Friday, 12 July 2013

Antonie van Leeuwenhoek 1632-1723

Born: 24 Oct 1632
Died: 26 August 1723
Birthplace & died: Delft, Dutch Republic
Occupation: Dutch microscopist and biologist

Antony van Leeuwenhoek was born in Delft, Holland, on 24 October 1632. He is believed to be of Hollander ancestry. His father, Philips Antonysz van Leeuwenhoek, was a basket maker who died when Antony was five years old. His mother, Margaretha (Bel van den Berch), came from a well-to-do brewer's family. After Philips' death, she re-married to Jacbon Jansz Molijn, a painter. Antony had four older sisters, Margriete, Geertruyt, Neeltge, and Catharina. 
Little is known of his early life. He attended school near Leyden for a short time before being sent to live in Benthuizen with his uncle, an attorney and town clerk. He became an apprentice at a linen-draper's shop in Amsterdam at the age of 16. 
He married Barbara de Mey in July 1654, with whom he had one surviving daughter, Maria (four other children died in infancy). Barbara died in 1666, and in 1671 Leeuwenhoek married Cornelia Swalmius, with whom he had no surviving children.

When and where did Antonie van Leeuwenhoek discover the microscope?

Leeuwenhoek made more than 500 optical lenses. He also created at least 25 microscopes, of differing types, of which only nine survived. His microscopes were made of silver or copper frames, holding hand-made lenses. Those that have survived are capable of magnification up to 275 times. It is suspected that Leeuwenhoek possessed some microscopes that could magnify up to 500 times. Although he has been widely regarded as a dilettante or amateur, his scientific research was of remarkably high quality. Leeuwenhoek maintained throughout his life that there are aspects of microscope construction "which I only keep for myself", in particular his most critical secret of how he created lenses. For many years no-one was able to reconstruct Leeuwenhoek's design techniques. However, in 1957 C.L. Stong used thin glass thread fusing instead of polishing, and successfully created some working samples of a Leeuwenhoek design microscope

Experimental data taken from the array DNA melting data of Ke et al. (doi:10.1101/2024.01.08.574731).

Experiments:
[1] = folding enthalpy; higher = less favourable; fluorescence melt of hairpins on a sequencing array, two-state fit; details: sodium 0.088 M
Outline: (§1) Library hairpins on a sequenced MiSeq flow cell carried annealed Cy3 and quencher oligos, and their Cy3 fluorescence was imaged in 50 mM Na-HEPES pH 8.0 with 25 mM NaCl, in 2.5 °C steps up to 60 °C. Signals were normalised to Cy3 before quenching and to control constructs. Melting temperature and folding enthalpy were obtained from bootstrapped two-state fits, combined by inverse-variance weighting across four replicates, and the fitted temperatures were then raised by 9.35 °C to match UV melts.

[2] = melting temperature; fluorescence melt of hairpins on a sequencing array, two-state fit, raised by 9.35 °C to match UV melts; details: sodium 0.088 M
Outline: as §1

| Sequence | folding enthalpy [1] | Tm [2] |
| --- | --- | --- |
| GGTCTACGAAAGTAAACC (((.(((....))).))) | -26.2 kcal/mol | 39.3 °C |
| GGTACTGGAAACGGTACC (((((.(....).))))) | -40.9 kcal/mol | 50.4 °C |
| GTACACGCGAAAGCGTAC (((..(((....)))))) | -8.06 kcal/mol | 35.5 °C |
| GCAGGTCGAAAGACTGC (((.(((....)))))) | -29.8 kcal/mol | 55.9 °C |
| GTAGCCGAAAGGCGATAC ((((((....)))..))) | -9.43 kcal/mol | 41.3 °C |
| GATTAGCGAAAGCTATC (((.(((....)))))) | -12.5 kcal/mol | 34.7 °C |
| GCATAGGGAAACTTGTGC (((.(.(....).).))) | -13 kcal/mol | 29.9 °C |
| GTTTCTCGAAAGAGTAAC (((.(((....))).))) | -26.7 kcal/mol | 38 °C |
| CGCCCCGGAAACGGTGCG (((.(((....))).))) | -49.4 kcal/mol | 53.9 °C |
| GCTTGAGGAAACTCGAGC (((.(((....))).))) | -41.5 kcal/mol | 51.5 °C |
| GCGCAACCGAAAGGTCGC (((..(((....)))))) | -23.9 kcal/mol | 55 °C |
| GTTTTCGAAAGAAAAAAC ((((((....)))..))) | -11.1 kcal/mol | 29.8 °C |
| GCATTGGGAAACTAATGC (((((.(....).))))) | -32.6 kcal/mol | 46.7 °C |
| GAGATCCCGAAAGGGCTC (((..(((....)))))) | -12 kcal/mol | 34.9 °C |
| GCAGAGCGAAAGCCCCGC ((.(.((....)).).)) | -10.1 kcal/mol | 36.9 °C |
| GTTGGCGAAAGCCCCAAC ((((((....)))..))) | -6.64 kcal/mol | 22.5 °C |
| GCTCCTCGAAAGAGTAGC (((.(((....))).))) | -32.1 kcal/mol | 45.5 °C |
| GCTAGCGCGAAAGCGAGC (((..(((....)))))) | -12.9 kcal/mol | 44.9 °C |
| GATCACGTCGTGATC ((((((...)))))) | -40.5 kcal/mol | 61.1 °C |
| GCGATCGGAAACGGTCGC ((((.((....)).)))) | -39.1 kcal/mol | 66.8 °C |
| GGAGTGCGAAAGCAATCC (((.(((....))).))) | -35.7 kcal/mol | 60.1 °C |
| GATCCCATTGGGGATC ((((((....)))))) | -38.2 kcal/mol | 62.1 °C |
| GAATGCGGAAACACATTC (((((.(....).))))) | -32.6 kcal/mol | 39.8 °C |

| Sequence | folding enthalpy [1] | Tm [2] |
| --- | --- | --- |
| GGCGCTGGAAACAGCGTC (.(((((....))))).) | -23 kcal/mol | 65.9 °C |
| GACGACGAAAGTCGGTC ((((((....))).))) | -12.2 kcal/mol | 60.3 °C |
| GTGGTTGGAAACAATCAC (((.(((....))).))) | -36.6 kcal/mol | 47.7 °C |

Under his microscope, he observed the bovine optic nerve, a house mite, a leucocyte and erythrocytes.
Leeuwenhoek from Wikipedia
Leeuwenhoek was a contemporary of another famous Delft citizen, painter Johannes Vermeer. It has been suggested that he is the man portrayed in two of Vermeer's paintings of the late 1660s, The Astronomer and The Geographer. However, others argue that there appears to be little physical similarity. Because they were both relatively important men in a city with only 24,000 inhabitants, it is likely that they were at least acquaintances. Also, it is known that Leeuwenhoek acted as the executor of the will when the painter died in 1675.
The Astronomer from Wikipedia
The Geographer from Wikipedia

Original Dutch VOC Archives in Den Haag

The original Dutch VOC Archives is in Den Haag (The Hague), The Netherlands. This archive is good for everyone who has interest in Malacca's history.

I am interested in the early hospitals in Malacca 1641-1796. From reading, I know Dutch Malacca had 3 hospitals inside the Portuguese fort - a royal hospital, a civil hospital and one for the poor. There is a map of the grounds of the fort with the 3 hospitals, in Hospital Melaka's history.

Students are still doing research on the Dutch VOC even today, 342 years after the capture of Malacca in 1641.